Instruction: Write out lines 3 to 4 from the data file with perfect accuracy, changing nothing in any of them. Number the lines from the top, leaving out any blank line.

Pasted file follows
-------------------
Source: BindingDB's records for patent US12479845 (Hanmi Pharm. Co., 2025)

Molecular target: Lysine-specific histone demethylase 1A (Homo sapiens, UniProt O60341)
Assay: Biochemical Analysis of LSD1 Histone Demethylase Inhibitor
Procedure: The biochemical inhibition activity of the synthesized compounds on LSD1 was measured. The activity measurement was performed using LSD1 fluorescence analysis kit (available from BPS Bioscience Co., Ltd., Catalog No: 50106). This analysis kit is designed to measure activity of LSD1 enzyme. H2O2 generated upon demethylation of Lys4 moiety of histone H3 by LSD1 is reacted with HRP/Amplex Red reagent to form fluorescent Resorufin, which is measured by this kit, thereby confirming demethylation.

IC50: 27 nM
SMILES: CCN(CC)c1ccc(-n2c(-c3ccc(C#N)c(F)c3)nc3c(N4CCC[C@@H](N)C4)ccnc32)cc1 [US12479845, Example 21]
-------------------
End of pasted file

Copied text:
Assay: Biochemical Analysis of LSD1 Histone Demethylase Inhibitor
Procedure: The biochemical inhibition activity of the synthesized compounds on LSD1 was measured. The activity measurement was performed using LSD1 fluorescence analysis kit (available from BPS Bioscience Co., Ltd., Catalog No: 50106). This analysis kit is designed to measure activity of LSD1 enzyme. H2O2 generated upon demethylation of Lys4 moiety of histone H3 by LSD1 is reacted with HRP/Amplex Red reagent to form fluorescent Resorufin, which is measured by this kit, thereby confirming demethylation.